Russian Mi-8 Transport Helicopter Downed in Syria, Five People Confirmed Dead
The Russian Aerospace Forces' Mil Mi-8 Hip transport helicopter was downed in the northwestern Syrian province of Idlib on Monday with three crew members and two reconciliation center officers aboard.
MOSCOW (Sputnik) – Chief of the Main Operational Directorate of the General Staff Lt. Gen. Sergei Rudskoy told reporters that the helicopter was shot down from the ground over the area under the control of the Jabhat Fatah al Sham, previously known as al-Nusra Front, a jihadist group outlawed in Russia.
Rudskoy confirmed the deaths of all five people on board the helicopter, classifying its downing as a terrorist attack.
Attack on Humanitarian Aid Providers
The helicopter was returning to the Hmeimim air base after delivering humanitarian aid in Aleppo.
"On August 1 in the province of Idlib, the Russian military-transport Mi-8 helicopter, returning to the Hmeimim air base after delivering humanitarian assistance in the city of Aleppo, was hit by gunfire from the ground. Three crew members and two officers of the Russian center for reconciliation of the opposing sides in Syria were on board," the Russian Defense ministry's press service said.
It underscored that the fate of the Russian servicemen is being investigated through all available channels.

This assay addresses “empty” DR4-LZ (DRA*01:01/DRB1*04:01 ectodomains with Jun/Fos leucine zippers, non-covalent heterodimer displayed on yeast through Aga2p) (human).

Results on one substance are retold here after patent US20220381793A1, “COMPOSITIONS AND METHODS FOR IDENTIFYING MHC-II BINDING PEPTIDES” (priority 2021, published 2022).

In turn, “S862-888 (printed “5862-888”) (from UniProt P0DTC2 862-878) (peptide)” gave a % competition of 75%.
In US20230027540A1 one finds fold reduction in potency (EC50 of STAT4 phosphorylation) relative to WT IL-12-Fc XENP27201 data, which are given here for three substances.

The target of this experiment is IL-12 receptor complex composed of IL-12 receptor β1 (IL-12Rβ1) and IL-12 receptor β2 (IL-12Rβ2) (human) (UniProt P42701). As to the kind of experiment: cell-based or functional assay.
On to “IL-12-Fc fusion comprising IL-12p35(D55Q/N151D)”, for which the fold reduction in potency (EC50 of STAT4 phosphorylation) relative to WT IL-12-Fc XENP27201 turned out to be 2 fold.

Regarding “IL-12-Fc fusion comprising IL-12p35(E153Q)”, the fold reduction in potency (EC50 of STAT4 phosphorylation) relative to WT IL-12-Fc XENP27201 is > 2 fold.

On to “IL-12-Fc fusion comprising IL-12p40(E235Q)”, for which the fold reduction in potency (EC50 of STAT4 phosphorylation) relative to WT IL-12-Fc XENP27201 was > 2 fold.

The crew members on board Russia's transport helicopter downed in Syria died heroically in an attempt to minimize civilian casualties on the ground, Kremlin spokesman Dmitry Peskov said.
"Those who were aboard the helicopter, according to information from the Defense Ministry, have died heroically because they were attempting to steer the machine to minimize the casualties on the ground," Peskov told reporters.
He expressed deep condolences to the friends and relatives of the fallen servicemen.
White House Regrets 'Any Loss of Life'
The US administration regrets any death caused by the ongoing Syrian conflict, White House Deputy Press Secretary Eric Schultz told reports following the downing of the helicopter.
"[We] regret for any loss of life in association with this [Syrian] conflict," Schultz said.
In March, Russian President Vladimir Putin ordered the pullout of the bulk of the Russian contingent in Syria as the anti-terrorist campaign's objectives had broadly been completed.
Following Putin's announcement of the withdrawal, Moscow said that some Russian military personnel would remain at the Hmeimim air base as well as the naval base at Tartus to observe the implementation of the US-Russia-brokered ceasefire, which came into force across Syria on February 27.
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